Grammelot is a term for a style of language in satirical theatre, a gibberish with macaronic and onomatopoeic elements, used in association with pantomime and mimicry.
The format dates back to the 16th century Commedia dell’arte, and some claim Grammelot to be a specific universal language (akin to Lingua franca) devised to give performers safety from censorship and appeal whatever the dialect of the audience.

(Macaronic, btw, refers to text spoken or written using a mixture of languages)

Here is the video that introduced me to grammelot.

Here are selections of the Three Stooges:

Beginning, End, Middle

It is an often repeated mantra in animation that story is king.  I have read the book Story by Robert McKee, and if I were to write a feature screenplay I would probably refer to it often.   But it’s hard to imagine Chuck Jones or Nick Park using it for a funny animated short.  That’s because we don’t really want comedy to follow the rules.

If you are a student looking to create a short, funny film, here is a valuable clue on how to proceed. In some of Buster Keaton’s interviews, he describes his method of developing the stories for his movies. First of all, they didn’t start with a script.

“Well, we didn’t need a script. I knew in my mind what we were going to do, because with our way of working, there was always the unexpected happening. Well, anytime something unexpected happened and we liked it, we were liable to spend days shooting in and around that.”

Of course, everything really started with a character. In this case, Buster is bringing his personal character and style, and everything will be built around that. He and his gag men would work on devising a start, a scenario, a situation for him to be in. Generally it would be some sort of challenge, for Buster his manhood was often in question.  But the process from there is important to understand.

“…The main thing with laying out a story is, it’s easy to get a start, the finish is always the tough thing. So the minute somebody had an idea – we said what is it going to lead to? We don’t go to the middle of the story; we jump right to the finish. So the finish – this would be the natural finish- says now does that give us any opportunity for gags? Make it exciting, fast action sometimes, and a couple of outstanding gags.”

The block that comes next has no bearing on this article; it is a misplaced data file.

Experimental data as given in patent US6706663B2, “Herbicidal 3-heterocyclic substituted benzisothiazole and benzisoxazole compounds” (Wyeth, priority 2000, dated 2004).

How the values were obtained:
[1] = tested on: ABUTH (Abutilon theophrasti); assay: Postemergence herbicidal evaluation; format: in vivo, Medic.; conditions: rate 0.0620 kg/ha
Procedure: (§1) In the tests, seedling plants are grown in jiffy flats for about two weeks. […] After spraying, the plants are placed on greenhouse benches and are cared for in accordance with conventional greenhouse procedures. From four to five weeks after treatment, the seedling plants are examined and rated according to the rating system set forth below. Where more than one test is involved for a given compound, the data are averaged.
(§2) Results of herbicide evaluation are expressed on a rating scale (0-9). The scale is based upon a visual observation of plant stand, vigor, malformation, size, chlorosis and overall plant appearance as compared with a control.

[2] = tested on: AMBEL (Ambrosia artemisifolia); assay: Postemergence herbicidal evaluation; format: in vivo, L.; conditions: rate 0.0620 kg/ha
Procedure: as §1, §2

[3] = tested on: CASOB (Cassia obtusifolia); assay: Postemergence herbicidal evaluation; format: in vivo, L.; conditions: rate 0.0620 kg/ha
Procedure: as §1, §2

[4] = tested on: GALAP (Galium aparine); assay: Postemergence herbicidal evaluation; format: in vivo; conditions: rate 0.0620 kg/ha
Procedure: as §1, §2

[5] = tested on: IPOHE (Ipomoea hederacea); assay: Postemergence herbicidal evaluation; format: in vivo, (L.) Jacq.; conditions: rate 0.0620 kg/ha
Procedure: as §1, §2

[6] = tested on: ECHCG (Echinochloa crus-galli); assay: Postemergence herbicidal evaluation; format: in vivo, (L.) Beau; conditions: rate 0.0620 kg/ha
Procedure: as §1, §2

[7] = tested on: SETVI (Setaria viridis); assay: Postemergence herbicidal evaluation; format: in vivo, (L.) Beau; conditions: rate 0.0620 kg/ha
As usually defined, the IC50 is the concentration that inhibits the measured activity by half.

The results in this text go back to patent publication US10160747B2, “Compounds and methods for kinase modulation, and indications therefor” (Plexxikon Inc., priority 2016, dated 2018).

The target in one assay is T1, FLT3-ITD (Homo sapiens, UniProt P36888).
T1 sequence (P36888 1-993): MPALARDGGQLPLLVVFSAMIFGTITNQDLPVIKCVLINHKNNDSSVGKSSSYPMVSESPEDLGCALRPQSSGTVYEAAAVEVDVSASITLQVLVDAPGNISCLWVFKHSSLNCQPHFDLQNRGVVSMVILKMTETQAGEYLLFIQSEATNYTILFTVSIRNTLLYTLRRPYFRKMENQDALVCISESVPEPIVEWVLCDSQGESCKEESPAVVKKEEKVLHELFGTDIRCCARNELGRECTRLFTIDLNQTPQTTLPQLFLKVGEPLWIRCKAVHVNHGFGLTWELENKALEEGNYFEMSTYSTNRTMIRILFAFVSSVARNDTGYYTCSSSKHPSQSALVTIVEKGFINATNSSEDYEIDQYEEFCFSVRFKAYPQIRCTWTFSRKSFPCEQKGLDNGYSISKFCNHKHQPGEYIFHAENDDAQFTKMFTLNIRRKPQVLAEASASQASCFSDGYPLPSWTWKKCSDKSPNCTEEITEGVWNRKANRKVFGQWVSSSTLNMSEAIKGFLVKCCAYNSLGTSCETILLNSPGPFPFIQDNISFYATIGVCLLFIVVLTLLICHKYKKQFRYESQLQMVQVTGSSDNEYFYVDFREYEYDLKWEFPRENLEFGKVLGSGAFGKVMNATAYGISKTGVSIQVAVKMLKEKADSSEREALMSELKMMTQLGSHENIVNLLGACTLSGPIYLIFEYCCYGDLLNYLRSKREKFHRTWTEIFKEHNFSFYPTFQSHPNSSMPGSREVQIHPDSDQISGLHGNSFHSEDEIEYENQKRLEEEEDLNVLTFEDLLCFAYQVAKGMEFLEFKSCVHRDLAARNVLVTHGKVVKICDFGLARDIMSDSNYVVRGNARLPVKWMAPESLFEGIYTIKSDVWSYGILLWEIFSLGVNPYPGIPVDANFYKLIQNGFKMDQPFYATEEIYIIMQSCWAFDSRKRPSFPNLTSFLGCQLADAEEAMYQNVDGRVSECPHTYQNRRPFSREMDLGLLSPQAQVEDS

I have to point out that Buster’s method is exactly the same as that done in the Commedia Dell’arte.  The Dell’arte players would begin with a scenario, and have an agreed upon ending.  But all the action in the middle was created on the fly.

You see, in a comedy, there is an implied promise of a happy ending.  That is the “natural finish” Buster refers to.   The boy will get the girl, the fortune will be restored, the bad guy will be put out.  But the journey there needs to be full of surprises and uncertainty.  It’s all the business in the middle where the work happens.

 

Comedy Teams – The Penguins of Madagascar

The Dreamworks animated film “Madagascar” was about a group of animals who escape from a metropolitan zoo in an effort to return to the wilderness.  Like many animated films, it included secondary characters who have no purpose beyond  comic relief.  Such characters do not have the complex development arc to follow, so they can just be funny.  Those are the kinds of characters I really like.  In Madagascar, the secondary characters were a team of penguins following their own plan to escape from the same zoo.  As entertaining characters the penguins were successful enough that Dreamworks spun them off into their own television show, which is produced by Nickelodeon.